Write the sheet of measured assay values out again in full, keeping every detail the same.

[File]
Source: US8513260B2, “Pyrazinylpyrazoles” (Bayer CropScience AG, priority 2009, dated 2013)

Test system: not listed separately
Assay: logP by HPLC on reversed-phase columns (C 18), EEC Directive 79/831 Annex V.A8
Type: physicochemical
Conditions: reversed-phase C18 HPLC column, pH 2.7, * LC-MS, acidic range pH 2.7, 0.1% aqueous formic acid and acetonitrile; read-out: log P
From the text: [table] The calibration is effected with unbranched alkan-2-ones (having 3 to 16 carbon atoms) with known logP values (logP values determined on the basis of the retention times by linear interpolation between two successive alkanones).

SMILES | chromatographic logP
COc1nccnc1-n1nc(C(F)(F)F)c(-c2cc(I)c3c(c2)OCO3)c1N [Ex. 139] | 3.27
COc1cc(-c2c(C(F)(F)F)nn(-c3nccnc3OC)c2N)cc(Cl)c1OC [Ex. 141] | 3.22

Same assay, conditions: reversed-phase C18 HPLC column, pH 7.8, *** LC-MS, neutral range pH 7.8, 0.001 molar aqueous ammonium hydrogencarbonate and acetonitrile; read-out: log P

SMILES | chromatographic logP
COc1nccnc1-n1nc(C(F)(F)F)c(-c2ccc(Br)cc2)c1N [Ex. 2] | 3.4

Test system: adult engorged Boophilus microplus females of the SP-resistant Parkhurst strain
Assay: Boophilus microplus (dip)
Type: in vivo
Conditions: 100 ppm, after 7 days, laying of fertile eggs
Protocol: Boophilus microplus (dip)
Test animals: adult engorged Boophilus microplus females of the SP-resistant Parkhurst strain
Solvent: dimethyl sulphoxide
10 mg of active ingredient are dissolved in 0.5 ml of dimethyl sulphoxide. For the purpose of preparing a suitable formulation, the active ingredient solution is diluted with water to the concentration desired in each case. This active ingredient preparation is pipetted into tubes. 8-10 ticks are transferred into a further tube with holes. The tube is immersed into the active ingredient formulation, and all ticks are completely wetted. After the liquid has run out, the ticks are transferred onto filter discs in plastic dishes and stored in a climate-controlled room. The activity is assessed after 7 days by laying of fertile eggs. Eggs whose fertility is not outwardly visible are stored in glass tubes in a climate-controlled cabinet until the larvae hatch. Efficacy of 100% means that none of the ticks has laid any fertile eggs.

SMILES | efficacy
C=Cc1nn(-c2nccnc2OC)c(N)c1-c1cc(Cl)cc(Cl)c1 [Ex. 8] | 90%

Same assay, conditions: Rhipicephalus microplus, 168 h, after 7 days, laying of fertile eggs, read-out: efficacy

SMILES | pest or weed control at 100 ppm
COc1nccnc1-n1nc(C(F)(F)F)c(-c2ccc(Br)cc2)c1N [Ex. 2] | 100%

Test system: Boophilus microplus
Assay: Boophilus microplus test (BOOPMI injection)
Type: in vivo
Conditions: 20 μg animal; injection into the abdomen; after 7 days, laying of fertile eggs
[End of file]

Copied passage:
Source: US8513260B2, “Pyrazinylpyrazoles” (Bayer CropScience AG, priority 2009, dated 2013)

Test system: not listed separately
Assay: logP by HPLC on reversed-phase columns (C 18), EEC Directive 79/831 Annex V.A8
Type: physicochemical
Conditions: reversed-phase C18 HPLC column, pH 2.7, * LC-MS, acidic range pH 2.7, 0.1% aqueous formic acid and acetonitrile; read-out: log P
From the text: [table] The calibration is effected with unbranched alkan-2-ones (having 3 to 16 carbon atoms) with known logP values (logP values determined on the basis of the retention times by linear interpolation between two successive alkanones).

SMILES | chromatographic logP
COc1nccnc1-n1nc(C(F)(F)F)c(-c2cc(I)c3c(c2)OCO3)c1N [Ex. 139] | 3.27
COc1cc(-c2c(C(F)(F)F)nn(-c3nccnc3OC)c2N)cc(Cl)c1OC [Ex. 141] | 3.22

Same assay, conditions: reversed-phase C18 HPLC column, pH 7.8, *** LC-MS, neutral range pH 7.8, 0.001 molar aqueous ammonium hydrogencarbonate and acetonitrile; read-out: log P

SMILES | chromatographic logP
COc1nccnc1-n1nc(C(F)(F)F)c(-c2ccc(Br)cc2)c1N [Ex. 2] | 3.4

Test system: adult engorged Boophilus microplus females of the SP-resistant Parkhurst strain
Assay: Boophilus microplus (dip)
Type: in vivo
Conditions: 100 ppm, after 7 days, laying of fertile eggs
Protocol: Boophilus microplus (dip)
Test animals: adult engorged Boophilus microplus females of the SP-resistant Parkhurst strain
Solvent: dimethyl sulphoxide
10 mg of active ingredient are dissolved in 0.5 ml of dimethyl sulphoxide. For the purpose of preparing a suitable formulation, the active ingredient solution is diluted with water to the concentration desired in each case. This active ingredient preparation is pipetted into tubes. 8-10 ticks are transferred into a further tube with holes. The tube is immersed into the active ingredient formulation, and all ticks are completely wetted. After the liquid has run out, the ticks are transferred onto filter discs in plastic dishes and stored in a climate-controlled room. The activity is assessed after 7 days by laying of fertile eggs. Eggs whose fertility is not outwardly visible are stored in glass tubes in a climate-controlled cabinet until the larvae hatch. Efficacy of 100% means that none of the ticks has laid any fertile eggs.

SMILES | efficacy
C=Cc1nn(-c2nccnc2OC)c(N)c1-c1cc(Cl)cc(Cl)c1 [Ex. 8] | 90%

Same assay, conditions: Rhipicephalus microplus, 168 h, after 7 days, laying of fertile eggs, read-out: efficacy

SMILES | pest or weed control at 100 ppm
COc1nccnc1-n1nc(C(F)(F)F)c(-c2ccc(Br)cc2)c1N [Ex. 2] | 100%

Test system: Boophilus microplus
Assay: Boophilus microplus test (BOOPMI injection)
Type: in vivo
Conditions: 20 μg animal; injection into the abdomen; after 7 days, laying of fertile eggs